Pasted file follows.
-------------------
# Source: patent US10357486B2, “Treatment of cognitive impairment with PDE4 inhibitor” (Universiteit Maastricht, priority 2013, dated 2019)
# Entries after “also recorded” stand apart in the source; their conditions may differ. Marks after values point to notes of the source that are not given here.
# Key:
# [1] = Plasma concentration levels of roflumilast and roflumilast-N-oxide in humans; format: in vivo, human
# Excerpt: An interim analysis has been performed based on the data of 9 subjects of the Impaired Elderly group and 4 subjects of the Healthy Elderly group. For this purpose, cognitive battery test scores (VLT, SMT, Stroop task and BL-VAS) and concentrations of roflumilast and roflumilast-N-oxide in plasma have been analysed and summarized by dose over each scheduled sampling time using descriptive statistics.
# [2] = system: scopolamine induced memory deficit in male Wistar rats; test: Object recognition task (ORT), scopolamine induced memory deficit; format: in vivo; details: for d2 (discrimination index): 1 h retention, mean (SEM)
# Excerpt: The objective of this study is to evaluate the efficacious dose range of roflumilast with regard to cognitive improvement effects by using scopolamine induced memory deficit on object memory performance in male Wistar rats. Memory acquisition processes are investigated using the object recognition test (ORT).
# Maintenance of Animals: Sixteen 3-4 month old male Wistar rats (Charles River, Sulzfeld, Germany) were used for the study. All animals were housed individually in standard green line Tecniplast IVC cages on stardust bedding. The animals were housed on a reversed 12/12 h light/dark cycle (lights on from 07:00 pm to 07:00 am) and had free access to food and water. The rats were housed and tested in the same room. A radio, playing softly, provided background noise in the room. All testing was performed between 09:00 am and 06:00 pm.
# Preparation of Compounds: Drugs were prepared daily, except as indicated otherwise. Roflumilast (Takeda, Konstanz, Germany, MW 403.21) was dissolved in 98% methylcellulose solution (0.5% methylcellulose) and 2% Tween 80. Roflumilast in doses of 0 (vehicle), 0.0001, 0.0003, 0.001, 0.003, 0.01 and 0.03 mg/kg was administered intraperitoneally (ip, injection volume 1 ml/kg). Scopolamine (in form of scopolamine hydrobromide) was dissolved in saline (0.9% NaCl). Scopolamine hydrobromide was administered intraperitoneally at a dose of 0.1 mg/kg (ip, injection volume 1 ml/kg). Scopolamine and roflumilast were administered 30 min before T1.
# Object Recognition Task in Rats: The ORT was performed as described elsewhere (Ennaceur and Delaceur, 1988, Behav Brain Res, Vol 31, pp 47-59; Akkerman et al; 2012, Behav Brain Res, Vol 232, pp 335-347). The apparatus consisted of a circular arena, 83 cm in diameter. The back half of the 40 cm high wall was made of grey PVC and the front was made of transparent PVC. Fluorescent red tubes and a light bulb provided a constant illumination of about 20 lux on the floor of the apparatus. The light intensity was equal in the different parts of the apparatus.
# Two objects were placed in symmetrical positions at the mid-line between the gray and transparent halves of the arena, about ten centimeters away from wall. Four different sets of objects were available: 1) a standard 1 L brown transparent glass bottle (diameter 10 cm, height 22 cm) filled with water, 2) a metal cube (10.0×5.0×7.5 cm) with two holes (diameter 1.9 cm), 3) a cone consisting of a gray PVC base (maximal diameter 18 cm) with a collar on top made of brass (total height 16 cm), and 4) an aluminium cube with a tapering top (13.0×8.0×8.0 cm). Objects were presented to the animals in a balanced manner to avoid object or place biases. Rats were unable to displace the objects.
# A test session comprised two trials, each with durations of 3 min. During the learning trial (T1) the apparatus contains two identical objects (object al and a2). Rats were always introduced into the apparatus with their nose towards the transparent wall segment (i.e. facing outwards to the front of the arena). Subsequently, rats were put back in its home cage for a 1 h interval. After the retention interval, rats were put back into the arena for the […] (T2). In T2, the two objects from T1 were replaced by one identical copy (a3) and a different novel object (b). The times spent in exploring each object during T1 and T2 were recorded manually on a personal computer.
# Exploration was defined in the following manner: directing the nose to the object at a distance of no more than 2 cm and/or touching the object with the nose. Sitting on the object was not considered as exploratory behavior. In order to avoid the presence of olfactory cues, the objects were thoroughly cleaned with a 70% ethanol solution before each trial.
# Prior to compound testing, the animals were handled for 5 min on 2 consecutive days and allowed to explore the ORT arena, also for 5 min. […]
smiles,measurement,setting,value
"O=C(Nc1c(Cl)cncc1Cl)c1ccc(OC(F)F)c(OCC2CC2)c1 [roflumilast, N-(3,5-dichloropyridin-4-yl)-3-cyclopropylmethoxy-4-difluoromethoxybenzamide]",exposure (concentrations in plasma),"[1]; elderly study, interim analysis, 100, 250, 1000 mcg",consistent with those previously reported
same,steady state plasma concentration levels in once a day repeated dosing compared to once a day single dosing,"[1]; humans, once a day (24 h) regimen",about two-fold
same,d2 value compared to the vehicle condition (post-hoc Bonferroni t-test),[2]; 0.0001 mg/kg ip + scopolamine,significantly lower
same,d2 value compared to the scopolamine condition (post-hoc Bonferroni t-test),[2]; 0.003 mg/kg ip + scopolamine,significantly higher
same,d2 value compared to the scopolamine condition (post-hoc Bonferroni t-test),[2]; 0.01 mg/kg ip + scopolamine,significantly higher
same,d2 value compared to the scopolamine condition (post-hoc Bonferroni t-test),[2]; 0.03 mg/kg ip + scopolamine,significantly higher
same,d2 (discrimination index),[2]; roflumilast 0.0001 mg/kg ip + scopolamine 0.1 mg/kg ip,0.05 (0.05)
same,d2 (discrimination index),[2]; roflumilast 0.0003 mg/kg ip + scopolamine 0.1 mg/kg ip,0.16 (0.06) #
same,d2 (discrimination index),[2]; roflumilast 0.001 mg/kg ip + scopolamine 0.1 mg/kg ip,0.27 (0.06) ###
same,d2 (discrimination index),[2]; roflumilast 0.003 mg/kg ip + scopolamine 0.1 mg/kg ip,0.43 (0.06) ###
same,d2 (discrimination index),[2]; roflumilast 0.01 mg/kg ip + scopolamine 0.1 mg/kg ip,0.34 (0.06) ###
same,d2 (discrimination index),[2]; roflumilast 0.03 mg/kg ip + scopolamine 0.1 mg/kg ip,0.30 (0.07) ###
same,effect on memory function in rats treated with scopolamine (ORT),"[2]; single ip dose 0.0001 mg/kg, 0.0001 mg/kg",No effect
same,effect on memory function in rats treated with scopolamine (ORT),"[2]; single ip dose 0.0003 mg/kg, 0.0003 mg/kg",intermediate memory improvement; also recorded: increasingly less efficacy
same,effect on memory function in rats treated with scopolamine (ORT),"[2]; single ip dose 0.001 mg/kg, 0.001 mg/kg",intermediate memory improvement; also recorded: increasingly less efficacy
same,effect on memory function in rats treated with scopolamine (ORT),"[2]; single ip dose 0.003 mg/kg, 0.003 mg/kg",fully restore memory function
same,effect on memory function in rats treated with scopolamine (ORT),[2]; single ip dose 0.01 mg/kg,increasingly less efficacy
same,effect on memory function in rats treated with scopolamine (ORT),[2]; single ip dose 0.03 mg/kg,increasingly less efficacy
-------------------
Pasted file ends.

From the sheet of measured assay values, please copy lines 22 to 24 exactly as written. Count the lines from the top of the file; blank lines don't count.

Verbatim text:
same,d2 (discrimination index),[2]; roflumilast 0.0001 mg/kg ip + scopolamine 0.1 mg/kg ip,0.05 (0.05)
same,d2 (discrimination index),[2]; roflumilast 0.0003 mg/kg ip + scopolamine 0.1 mg/kg ip,0.16 (0.06) #
same,d2 (discrimination index),[2]; roflumilast 0.001 mg/kg ip + scopolamine 0.1 mg/kg ip,0.27 (0.06) ###